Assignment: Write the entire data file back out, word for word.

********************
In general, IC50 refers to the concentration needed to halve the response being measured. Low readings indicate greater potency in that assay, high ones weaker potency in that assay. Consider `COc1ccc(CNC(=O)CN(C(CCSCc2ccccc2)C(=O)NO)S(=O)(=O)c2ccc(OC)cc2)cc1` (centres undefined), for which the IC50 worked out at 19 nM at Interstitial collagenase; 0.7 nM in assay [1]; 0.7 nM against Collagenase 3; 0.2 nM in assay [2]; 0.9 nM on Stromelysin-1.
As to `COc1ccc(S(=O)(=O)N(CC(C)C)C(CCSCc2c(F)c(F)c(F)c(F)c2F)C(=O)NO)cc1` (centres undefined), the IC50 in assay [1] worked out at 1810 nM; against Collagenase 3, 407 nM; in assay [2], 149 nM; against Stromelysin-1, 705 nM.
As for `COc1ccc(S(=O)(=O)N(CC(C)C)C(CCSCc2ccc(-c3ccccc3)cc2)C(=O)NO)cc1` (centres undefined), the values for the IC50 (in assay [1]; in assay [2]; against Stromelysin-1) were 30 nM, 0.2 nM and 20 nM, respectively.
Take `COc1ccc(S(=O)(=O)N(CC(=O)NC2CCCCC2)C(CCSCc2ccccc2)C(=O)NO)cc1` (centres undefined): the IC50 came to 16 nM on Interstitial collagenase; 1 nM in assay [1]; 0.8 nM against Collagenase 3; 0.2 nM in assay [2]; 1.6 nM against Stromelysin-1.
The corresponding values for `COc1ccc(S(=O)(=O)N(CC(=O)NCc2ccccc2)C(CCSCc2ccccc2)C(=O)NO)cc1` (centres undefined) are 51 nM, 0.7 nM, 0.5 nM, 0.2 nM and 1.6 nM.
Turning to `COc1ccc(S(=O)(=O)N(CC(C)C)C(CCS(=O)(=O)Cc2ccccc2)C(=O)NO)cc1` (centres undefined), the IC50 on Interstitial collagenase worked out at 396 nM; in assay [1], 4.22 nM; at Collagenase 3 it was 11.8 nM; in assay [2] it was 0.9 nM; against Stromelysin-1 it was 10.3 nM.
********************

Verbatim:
In general, IC50 refers to the concentration needed to halve the response being measured. Low readings indicate greater potency in that assay, high ones weaker potency in that assay. Consider `COc1ccc(CNC(=O)CN(C(CCSCc2ccccc2)C(=O)NO)S(=O)(=O)c2ccc(OC)cc2)cc1` (centres undefined), for which the IC50 worked out at 19 nM at Interstitial collagenase; 0.7 nM in assay [1]; 0.7 nM against Collagenase 3; 0.2 nM in assay [2]; 0.9 nM on Stromelysin-1.
As to `COc1ccc(S(=O)(=O)N(CC(C)C)C(CCSCc2c(F)c(F)c(F)c(F)c2F)C(=O)NO)cc1` (centres undefined), the IC50 in assay [1] worked out at 1810 nM; against Collagenase 3, 407 nM; in assay [2], 149 nM; against Stromelysin-1, 705 nM.
As for `COc1ccc(S(=O)(=O)N(CC(C)C)C(CCSCc2ccc(-c3ccccc3)cc2)C(=O)NO)cc1` (centres undefined), the values for the IC50 (in assay [1]; in assay [2]; against Stromelysin-1) were 30 nM, 0.2 nM and 20 nM, respectively.
Take `COc1ccc(S(=O)(=O)N(CC(=O)NC2CCCCC2)C(CCSCc2ccccc2)C(=O)NO)cc1` (centres undefined): the IC50 came to 16 nM on Interstitial collagenase; 1 nM in assay [1]; 0.8 nM against Collagenase 3; 0.2 nM in assay [2]; 1.6 nM against Stromelysin-1.
The corresponding values for `COc1ccc(S(=O)(=O)N(CC(=O)NCc2ccccc2)C(CCSCc2ccccc2)C(=O)NO)cc1` (centres undefined) are 51 nM, 0.7 nM, 0.5 nM, 0.2 nM and 1.6 nM.
Turning to `COc1ccc(S(=O)(=O)N(CC(C)C)C(CCS(=O)(=O)Cc2ccccc2)C(=O)NO)cc1` (centres undefined), the IC50 on Interstitial collagenase worked out at 396 nM; in assay [1], 4.22 nM; at Collagenase 3 it was 11.8 nM; in assay [2] it was 0.9 nM; against Stromelysin-1 it was 10.3 nM.